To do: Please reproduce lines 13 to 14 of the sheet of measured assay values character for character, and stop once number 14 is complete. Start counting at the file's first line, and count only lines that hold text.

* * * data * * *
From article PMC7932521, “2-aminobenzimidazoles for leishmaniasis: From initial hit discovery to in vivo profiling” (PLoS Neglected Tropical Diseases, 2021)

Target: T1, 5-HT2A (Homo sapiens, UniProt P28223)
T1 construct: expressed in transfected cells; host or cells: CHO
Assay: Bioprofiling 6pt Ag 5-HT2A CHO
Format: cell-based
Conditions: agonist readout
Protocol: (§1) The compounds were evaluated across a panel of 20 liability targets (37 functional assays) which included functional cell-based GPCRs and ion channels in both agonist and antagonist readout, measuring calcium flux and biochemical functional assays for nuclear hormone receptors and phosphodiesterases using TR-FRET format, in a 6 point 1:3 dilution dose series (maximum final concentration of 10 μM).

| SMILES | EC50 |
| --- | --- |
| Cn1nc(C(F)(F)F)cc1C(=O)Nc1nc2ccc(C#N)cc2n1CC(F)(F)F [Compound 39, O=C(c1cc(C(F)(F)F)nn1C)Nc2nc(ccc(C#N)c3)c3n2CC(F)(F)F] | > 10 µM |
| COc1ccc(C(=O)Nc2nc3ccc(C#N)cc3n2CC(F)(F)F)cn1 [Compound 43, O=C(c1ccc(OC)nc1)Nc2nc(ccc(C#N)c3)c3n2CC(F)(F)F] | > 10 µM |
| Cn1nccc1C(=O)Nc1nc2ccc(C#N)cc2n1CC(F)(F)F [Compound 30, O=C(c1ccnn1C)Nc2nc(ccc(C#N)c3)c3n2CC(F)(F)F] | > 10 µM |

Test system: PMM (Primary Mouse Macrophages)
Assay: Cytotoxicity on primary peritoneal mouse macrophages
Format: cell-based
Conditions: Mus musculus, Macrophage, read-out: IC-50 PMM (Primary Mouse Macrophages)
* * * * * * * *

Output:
Test system: PMM (Primary Mouse Macrophages)
Assay: Cytotoxicity on primary peritoneal mouse macrophages